I was going to continue on with my digest series about the design research conference from this year, but instead, I think I’m just going to point you to the New Idiom, the newsletter from the Institute of Design, now running on TypePad. On this week’s issue, there is a description of most of the speakers who were at the conference this year.
I was particularly interested in the Steve Karten presentation about Mode-mapping, and the Steve Knox presentation about word of mouth marketing at P&G Tremor.
One of my favorite quotes of all time is David Kelley from IDEO’s “Fail Faster, Succeed Sooner”. I’m a nerd, so I even have the quote hung up near my desk to remind me to just make something or do something. Trying it, instead of postulating about it. A friend just sent me a link to a WSJ article about managing innovation.
In it, a strategist from IDEO talks about the essential aspects of an innovative culture in an organization.
The first one is really awareness and attitudes. The second one is ways of thinking. The third one is processes and tools, and the fourth one is managing risk.
The biggest problem I perceive in completing a project is a lack of understanding on how to pilot a potential solution. This sounds weird, but I think it makes a lot of sense for companies to set projects up so that they can fail relatively easily.
A metaphor I liken this to is non-profits. Every year, tons of nonprofit organizations
get started to support very worthy causes. There are a finite number of causes to go around, but lots of people with large hearts (and sometimes unfulfilled egos?) who want to help. Rather than finding an organization that is supporting their particular cause of interest, people will start yet-another-non-profit (YANP).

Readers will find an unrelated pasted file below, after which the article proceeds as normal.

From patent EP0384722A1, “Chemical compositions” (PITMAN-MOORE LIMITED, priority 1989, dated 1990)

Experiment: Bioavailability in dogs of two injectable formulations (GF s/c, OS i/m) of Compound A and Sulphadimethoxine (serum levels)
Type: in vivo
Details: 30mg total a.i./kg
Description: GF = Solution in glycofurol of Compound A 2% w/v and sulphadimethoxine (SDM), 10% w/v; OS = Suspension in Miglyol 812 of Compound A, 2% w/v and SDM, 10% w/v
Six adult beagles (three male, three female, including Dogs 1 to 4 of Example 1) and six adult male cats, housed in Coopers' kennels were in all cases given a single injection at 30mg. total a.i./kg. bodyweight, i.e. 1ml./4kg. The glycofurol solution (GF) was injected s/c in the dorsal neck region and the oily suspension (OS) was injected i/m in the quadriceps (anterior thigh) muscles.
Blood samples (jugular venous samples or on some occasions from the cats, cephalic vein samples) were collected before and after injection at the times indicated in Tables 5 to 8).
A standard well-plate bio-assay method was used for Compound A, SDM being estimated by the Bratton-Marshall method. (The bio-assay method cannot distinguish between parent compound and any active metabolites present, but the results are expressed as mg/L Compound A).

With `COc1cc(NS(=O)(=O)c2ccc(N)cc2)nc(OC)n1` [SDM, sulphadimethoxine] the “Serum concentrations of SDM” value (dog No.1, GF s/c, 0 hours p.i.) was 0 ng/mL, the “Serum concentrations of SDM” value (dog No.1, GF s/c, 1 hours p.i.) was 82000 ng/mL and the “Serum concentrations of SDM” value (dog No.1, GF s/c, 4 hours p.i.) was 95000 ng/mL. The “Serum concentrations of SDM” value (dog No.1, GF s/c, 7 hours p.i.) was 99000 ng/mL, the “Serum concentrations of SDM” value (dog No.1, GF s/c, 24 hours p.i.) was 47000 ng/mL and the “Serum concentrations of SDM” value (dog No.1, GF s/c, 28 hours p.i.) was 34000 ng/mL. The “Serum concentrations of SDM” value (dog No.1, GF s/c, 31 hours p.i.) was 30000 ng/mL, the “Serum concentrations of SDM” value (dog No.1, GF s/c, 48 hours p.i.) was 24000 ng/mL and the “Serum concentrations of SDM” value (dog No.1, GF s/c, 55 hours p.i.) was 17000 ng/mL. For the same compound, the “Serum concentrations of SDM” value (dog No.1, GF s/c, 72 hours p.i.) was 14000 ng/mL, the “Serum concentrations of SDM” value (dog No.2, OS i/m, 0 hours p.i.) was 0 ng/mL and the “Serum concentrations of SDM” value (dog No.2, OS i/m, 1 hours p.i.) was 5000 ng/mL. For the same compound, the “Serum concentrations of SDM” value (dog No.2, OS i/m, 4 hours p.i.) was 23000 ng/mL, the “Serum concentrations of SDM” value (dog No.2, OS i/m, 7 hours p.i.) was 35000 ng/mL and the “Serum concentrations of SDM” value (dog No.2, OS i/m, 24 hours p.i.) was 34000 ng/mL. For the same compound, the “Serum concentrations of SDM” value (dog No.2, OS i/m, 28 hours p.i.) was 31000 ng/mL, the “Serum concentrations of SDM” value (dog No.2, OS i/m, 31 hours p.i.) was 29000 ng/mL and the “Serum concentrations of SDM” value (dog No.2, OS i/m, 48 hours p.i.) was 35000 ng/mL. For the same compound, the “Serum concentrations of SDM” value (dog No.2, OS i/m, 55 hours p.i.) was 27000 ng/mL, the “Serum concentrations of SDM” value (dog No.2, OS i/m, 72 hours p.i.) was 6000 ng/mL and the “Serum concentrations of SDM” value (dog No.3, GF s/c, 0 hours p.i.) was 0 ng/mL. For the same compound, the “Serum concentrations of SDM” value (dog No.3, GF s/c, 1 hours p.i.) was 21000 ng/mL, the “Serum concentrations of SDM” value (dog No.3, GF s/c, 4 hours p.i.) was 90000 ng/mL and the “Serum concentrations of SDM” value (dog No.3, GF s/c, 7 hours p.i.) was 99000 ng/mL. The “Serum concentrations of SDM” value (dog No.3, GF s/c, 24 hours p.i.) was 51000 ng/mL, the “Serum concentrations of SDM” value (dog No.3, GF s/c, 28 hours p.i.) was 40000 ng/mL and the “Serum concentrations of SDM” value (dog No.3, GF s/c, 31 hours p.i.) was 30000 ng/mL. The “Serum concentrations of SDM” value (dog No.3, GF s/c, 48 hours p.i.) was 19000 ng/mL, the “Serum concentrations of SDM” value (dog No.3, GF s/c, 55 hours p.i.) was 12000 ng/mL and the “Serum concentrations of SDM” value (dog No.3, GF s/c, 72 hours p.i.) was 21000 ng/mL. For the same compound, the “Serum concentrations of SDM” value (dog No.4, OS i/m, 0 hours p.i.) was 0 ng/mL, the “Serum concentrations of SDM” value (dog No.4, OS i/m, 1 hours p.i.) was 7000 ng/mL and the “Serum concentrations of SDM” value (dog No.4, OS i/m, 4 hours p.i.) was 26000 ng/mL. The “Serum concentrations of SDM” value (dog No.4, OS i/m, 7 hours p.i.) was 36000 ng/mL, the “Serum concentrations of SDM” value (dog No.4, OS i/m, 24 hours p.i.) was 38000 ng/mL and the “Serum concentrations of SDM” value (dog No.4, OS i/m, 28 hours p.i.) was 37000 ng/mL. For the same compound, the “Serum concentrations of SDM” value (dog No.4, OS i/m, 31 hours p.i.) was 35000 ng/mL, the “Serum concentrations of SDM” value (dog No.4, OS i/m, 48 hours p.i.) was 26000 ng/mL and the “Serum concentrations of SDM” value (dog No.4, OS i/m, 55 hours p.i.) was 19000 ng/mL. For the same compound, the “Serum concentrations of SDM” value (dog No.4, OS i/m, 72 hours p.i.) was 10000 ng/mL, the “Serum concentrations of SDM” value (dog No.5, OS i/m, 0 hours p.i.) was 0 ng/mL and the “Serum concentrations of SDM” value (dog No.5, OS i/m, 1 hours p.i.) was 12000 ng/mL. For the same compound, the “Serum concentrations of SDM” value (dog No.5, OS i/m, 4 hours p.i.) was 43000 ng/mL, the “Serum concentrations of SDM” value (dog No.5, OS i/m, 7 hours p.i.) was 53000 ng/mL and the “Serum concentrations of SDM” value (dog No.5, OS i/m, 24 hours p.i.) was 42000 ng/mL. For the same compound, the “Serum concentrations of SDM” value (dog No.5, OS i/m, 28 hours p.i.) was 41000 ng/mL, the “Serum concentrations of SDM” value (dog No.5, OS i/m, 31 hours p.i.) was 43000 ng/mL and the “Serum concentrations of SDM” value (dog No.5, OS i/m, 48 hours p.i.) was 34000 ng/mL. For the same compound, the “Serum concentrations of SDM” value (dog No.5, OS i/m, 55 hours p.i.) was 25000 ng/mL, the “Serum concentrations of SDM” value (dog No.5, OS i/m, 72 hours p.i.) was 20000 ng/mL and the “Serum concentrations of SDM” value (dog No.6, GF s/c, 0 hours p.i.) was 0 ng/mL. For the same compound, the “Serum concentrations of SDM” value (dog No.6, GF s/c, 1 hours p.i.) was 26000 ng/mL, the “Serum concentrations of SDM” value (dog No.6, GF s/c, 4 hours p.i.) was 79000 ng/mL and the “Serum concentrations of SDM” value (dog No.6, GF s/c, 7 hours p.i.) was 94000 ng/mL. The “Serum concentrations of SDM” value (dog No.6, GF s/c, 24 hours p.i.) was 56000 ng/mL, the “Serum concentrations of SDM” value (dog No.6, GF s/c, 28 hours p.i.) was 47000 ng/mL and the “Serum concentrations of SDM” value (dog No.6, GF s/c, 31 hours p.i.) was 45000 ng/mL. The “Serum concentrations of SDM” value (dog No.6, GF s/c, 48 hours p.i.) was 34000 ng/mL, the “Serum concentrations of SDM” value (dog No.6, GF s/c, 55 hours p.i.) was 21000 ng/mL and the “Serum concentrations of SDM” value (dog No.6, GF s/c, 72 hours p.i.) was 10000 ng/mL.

The problem with these, of course, is that it is difficult to reach any economies of scale or efficiency. And these organizations don’t really consider other groups to be “competitors”. They trudge forward in purgatorial oblivion– preventing their organizations from perishing and being born again, fresh.
In much the same way, groups within an organization can tend to hold on to projects far too long for political reasons or otherwise. Project pilots ought to be structured artfully and cleverly like scaffolding, that can fall if necessary, revealing a structure to develop big platform wins.
This requires more than a “stage-gate” methodology or approach. It requires a team to think deeply about what success and failure means for an initiative.
Well, it’s over, and I’m beat.
Now, I have a ton to catch up with that I’ve slightly neglected over the course of the weekend, but the conference was well worth it.
I’ll do a few posts here and there about some interesting points that the speakers have made:
Darrel Rhea: CEO/Principal, Cheskin. Talked about growth models: M&A, Operational/Profit-focused, and Organic. Organic growth models are rewarded disproportionately high by Wall St. Innovation through structured means contributes sizably to organic growth more than any other means.
Inquiry requires a deep and nuanced understanding of users. In companies such as coca-cola, the inquiry might need to be as broad a demographic as “all water drinkers in the world”.